Democratic presidential hopeful Hillary Clinton has double-digit leads over Barack Obama in Ohio and Pennsylvania, both crucial states in upcoming primaries, according to Quinnipiac University poll released on Thursday.
Clinton, a New York senator, has lost eight straight nominating contests to Illinois Sen. Obama, but leads him 55 percent to 34 per cent among likely Democratic primary voters in Ohio, the poll found.
Among Ohio Democrats, women back Clinton, 56 per cent to 30 per cent for Obama, while men back Clinton 52 per cent to 42 per cent, the poll found.
White Democrats favor Clinton 64 per cent to 28 per cent, while Obama leads 64 to 17 per cent among black voters, according to the survey.
"Ohio is as good a demographic fit for Sen. Clinton as she will find," Peter Brown, an Quinnipiac University Polling Institute official, said in a statement.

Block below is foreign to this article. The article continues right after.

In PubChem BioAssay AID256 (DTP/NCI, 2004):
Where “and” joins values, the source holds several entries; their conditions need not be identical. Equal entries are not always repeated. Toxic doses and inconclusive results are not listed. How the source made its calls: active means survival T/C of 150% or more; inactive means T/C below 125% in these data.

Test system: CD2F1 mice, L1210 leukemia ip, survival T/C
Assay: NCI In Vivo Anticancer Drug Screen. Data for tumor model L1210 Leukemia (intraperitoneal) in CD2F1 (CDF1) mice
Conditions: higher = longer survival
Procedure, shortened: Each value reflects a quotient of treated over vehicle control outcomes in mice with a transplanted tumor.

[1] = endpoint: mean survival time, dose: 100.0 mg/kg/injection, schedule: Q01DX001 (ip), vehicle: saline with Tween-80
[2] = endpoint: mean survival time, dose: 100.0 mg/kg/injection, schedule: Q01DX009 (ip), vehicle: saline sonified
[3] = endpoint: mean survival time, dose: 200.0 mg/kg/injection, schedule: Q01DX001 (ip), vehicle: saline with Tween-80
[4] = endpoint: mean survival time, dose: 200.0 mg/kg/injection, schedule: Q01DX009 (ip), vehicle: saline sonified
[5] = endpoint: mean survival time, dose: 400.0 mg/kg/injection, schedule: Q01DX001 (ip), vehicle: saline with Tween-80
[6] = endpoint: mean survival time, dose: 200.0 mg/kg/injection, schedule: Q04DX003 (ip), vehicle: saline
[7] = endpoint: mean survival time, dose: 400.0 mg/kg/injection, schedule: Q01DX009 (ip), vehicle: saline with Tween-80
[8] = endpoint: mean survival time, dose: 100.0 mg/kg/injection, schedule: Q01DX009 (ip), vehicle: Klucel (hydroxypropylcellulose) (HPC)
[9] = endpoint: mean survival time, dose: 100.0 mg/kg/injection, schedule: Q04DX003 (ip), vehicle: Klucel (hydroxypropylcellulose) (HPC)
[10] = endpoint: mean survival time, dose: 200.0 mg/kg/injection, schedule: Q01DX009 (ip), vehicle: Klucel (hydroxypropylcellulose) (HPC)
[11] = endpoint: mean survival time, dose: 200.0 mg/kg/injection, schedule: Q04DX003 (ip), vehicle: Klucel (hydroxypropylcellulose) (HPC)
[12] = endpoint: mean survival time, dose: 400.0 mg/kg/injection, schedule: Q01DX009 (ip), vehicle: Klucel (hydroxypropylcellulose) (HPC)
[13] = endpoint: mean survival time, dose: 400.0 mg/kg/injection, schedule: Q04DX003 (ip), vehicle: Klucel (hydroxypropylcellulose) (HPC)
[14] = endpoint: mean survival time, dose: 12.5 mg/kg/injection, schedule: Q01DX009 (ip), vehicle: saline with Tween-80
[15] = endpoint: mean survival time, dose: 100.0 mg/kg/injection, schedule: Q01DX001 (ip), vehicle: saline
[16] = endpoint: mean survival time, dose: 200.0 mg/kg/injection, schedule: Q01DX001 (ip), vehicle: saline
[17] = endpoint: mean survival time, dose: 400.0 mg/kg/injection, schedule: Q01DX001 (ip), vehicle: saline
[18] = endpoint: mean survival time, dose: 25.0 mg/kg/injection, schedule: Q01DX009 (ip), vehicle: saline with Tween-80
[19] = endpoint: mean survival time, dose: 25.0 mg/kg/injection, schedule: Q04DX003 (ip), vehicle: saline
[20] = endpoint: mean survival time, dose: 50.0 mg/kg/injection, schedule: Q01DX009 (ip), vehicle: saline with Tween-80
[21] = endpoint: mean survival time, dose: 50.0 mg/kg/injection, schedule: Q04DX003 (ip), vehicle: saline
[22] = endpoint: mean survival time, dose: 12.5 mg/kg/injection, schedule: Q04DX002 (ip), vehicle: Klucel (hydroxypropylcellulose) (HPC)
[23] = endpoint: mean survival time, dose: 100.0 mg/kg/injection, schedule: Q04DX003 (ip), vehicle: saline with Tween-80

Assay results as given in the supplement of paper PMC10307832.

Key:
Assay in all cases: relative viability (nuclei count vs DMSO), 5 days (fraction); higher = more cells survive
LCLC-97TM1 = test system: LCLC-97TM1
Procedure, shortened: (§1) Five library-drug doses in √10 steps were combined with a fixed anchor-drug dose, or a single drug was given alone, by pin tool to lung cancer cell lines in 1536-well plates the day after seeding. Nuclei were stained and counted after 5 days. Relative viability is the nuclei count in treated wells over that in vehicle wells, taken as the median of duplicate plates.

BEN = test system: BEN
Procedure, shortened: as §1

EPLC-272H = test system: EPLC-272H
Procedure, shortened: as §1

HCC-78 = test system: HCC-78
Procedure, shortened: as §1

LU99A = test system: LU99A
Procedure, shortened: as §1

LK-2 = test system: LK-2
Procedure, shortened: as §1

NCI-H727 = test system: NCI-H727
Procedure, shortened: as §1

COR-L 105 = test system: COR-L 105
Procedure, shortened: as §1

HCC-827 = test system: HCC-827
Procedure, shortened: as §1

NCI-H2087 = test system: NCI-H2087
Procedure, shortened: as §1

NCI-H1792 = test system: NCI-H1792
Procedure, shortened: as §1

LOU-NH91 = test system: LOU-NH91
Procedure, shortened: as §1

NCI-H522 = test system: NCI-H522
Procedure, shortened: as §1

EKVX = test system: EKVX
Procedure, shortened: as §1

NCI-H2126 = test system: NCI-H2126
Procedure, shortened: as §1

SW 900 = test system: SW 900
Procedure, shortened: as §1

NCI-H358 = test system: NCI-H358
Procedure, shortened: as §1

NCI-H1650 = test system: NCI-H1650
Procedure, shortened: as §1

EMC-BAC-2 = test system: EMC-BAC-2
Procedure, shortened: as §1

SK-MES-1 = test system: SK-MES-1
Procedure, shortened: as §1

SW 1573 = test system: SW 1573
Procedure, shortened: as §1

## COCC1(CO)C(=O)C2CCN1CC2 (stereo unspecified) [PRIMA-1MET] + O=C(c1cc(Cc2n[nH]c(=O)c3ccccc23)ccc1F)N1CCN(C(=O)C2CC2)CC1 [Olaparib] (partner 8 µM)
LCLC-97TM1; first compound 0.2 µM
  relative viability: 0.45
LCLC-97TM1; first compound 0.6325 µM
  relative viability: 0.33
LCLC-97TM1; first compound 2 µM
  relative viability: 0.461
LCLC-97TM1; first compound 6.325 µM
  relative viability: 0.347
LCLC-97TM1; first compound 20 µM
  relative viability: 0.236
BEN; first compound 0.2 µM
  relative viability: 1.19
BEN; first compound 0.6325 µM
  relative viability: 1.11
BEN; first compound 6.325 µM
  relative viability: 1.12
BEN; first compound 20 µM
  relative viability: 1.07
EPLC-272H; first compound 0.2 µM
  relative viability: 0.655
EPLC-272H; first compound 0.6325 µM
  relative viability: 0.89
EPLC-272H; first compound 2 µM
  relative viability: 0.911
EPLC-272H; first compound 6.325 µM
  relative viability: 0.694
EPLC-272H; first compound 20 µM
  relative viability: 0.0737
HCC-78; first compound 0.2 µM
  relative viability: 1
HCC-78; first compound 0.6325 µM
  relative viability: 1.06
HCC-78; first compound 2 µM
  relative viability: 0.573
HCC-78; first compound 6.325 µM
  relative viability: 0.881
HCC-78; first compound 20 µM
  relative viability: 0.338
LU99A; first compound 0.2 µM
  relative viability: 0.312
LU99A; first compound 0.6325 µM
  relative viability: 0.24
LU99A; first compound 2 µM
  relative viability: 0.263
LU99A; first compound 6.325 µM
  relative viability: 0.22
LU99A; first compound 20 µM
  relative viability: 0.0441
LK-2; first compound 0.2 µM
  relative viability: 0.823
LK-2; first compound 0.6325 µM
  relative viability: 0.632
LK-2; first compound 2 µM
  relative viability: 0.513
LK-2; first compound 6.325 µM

"It has blue-collar America with a smaller percentage of both Democrats with college educations and African-American than in many other states where Sen. Obama has carried the day."
Ohio, Rhode Island, Texas and Vermont hold nominating contests on March 4. Pennsylvania voters will select presidential nominees in a primary election on April 22.
The survey found that among likely Democratic primary voters in Pennsylvania, Clinton leads Obama 52 per cent to 36 per cent.
In a general election matchup with Republican front-runner John McCain, Ohio voters give the Arizona senator 44 per cent support to 43 per cent for Clinton and 40 per cent for Obama.
In Pennsylvania, Clinton leads McCain 46 per cent to 40 per cent in the general election, Obama has 42 per cent to McCain's 41 percent, the poll said.